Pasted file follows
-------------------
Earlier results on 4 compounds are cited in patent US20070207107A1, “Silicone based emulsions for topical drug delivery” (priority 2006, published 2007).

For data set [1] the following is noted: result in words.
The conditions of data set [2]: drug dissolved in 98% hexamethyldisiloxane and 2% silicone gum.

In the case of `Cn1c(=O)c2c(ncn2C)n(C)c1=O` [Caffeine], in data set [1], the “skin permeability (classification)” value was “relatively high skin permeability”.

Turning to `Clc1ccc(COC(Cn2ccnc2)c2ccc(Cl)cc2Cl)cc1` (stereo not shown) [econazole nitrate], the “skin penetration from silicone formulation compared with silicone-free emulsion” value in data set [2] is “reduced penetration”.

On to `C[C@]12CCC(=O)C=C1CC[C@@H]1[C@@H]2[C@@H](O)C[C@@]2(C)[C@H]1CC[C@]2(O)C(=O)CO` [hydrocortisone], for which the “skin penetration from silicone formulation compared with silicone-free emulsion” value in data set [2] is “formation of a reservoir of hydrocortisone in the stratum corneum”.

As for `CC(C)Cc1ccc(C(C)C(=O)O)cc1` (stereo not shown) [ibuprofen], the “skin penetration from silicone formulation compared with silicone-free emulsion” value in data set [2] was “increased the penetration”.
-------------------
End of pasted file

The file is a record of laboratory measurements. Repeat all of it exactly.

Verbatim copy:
Earlier results on 4 compounds are cited in patent US20070207107A1, “Silicone based emulsions for topical drug delivery” (priority 2006, published 2007).

For data set [1] the following is noted: result in words.
The conditions of data set [2]: drug dissolved in 98% hexamethyldisiloxane and 2% silicone gum.

In the case of `Cn1c(=O)c2c(ncn2C)n(C)c1=O` [Caffeine], in data set [1], the “skin permeability (classification)” value was “relatively high skin permeability”.

Turning to `Clc1ccc(COC(Cn2ccnc2)c2ccc(Cl)cc2Cl)cc1` (stereo not shown) [econazole nitrate], the “skin penetration from silicone formulation compared with silicone-free emulsion” value in data set [2] is “reduced penetration”.

On to `C[C@]12CCC(=O)C=C1CC[C@@H]1[C@@H]2[C@@H](O)C[C@@]2(C)[C@H]1CC[C@]2(O)C(=O)CO` [hydrocortisone], for which the “skin penetration from silicone formulation compared with silicone-free emulsion” value in data set [2] is “formation of a reservoir of hydrocortisone in the stratum corneum”.

As for `CC(C)Cc1ccc(C(C)C(=O)O)cc1` (stereo not shown) [ibuprofen], the “skin penetration from silicone formulation compared with silicone-free emulsion” value in data set [2] was “increased the penetration”.